What happens if I miss my thyroid medication for a week?

Thyroid

Before taking thyroid,

  • tell your doctor and pharmacist if you are allergic to thyroid, any other medications, pork, or any of the ingredients in thyroid tablets. Ask your pharmacist for a list of the ingredients.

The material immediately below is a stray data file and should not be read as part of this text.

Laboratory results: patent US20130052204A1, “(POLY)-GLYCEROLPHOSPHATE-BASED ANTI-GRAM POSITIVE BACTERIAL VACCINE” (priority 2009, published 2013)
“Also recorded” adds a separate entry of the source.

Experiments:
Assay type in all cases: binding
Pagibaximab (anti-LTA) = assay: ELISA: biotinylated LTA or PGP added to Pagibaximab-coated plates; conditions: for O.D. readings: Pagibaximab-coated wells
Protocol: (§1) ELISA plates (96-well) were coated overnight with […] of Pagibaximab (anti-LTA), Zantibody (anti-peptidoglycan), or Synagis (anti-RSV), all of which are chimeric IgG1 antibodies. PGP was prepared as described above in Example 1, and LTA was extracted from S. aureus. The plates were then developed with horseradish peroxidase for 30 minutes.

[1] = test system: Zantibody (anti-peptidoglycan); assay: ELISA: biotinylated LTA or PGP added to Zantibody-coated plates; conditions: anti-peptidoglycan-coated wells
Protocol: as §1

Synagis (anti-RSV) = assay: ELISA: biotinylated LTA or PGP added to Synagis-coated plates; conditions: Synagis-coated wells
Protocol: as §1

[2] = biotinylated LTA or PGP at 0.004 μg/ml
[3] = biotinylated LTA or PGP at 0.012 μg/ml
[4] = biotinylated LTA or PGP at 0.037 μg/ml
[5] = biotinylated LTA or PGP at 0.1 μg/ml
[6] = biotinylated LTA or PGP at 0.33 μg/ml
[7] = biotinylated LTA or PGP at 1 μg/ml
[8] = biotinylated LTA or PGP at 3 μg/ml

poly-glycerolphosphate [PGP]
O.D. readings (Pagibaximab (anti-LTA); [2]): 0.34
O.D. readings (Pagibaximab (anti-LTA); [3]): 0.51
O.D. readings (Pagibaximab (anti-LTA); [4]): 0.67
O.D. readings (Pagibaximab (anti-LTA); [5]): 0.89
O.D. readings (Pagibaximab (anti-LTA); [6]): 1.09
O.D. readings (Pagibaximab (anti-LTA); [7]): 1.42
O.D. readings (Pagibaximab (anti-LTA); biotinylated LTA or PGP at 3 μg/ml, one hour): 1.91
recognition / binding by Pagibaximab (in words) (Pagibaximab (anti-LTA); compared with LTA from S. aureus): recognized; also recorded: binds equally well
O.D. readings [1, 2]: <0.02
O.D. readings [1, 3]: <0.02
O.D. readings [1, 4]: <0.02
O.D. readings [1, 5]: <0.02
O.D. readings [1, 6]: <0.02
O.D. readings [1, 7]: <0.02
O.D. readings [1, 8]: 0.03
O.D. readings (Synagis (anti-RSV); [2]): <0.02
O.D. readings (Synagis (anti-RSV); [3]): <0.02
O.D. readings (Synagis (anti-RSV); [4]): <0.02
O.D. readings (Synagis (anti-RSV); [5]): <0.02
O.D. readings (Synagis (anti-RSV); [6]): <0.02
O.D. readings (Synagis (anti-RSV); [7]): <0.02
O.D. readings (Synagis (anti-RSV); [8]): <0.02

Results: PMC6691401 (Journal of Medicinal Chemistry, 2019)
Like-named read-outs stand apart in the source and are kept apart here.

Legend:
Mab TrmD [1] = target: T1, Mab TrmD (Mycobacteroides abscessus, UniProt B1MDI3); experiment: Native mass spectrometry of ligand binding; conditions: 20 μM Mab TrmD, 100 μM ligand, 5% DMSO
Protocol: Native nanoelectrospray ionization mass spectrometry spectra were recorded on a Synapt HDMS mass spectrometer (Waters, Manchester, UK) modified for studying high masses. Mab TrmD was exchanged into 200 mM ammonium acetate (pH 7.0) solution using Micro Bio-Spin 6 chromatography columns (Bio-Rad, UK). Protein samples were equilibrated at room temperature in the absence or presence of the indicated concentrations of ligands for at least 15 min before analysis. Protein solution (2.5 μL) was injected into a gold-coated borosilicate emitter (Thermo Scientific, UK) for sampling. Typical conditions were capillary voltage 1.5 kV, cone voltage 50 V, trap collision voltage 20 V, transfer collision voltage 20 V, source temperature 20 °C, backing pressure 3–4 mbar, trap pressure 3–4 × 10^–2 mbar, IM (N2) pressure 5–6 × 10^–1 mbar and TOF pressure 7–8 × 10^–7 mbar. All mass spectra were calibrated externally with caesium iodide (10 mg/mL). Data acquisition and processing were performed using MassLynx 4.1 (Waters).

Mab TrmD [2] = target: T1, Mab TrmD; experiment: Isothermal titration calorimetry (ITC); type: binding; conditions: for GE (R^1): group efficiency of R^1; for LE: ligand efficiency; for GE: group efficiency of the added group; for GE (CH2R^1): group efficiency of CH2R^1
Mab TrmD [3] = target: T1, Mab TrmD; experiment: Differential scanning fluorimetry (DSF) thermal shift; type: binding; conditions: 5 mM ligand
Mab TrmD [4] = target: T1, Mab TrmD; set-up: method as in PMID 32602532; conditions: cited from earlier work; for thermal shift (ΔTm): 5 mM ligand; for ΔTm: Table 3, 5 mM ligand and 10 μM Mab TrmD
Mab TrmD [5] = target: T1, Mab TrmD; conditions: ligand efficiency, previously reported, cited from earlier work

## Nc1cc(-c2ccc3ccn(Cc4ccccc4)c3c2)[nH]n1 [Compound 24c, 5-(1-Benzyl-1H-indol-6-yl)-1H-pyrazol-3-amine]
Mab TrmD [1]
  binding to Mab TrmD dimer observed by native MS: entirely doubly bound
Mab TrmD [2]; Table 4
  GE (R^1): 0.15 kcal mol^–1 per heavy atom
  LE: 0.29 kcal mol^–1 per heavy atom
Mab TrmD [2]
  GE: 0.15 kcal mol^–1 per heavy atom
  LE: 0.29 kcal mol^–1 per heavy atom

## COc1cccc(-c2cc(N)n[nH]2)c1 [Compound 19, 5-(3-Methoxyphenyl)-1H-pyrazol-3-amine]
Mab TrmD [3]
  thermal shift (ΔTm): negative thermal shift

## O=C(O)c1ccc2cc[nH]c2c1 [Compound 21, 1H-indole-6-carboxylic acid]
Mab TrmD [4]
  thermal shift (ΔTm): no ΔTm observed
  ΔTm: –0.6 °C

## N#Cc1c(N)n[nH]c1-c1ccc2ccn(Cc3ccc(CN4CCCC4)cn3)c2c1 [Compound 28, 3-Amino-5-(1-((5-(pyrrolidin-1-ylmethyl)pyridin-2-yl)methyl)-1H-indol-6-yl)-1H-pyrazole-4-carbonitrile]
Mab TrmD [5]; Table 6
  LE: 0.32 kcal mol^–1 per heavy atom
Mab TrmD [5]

• tell your doctor and pharmacist what other prescription and nonprescription medications, vitamins, and nutritional supplements you are taking or plan to take. Be sure to mention any of the following: androgens such as danazol or testosterone; anticoagulants (‘blood thinners’) such as warfarin (Coumadin);antidepressants; aprepitant (Emend); carbamazepine (Carbatrol, Epitol, Tegretol);diabetes medications that you take by mouth;, digoxin (Lanoxin); efavirenz (Sustiva); estrogen (hormone replacement therapy) griseofulvin (Fulvicin, Grifulvin, Gris-PEG); human growth hormone (Genotropin); insulin; lovastatin (Altocor, Mevacor); nevirapine (Viramune); oral contraceptives containing estrogen; oral steroids such as dexamethasone (Decadron, Dexone, Dexpak), methylprednisolone (Medrol), and prednisone (Deltasone); phenobarbital (Luminal, Solfoton); phenytoin (Dilantin, Phenytek); potassium iodide (contained in Elixophyllin-Kl, Pediacof, KIE); rifabutin (Mycobutin); rifampin (Rifadin, Rimactane, in Rifamate); ritonavir (Norvir, in Kaletra);salicylate pain relievers such as aspirin and aspirin-containing products, choline magnesium trisalicylate, choline salicylate (Arthropan), diflunisal (Dolobid), magnesium salicylate (Doan’s, others), and salsalate (Argesic, Disalcid, Salgesic); strong iodine solution (Lugol’s Solution);and theophylline (Elixophyllin, Theolair, Theo-24, Quibron, others).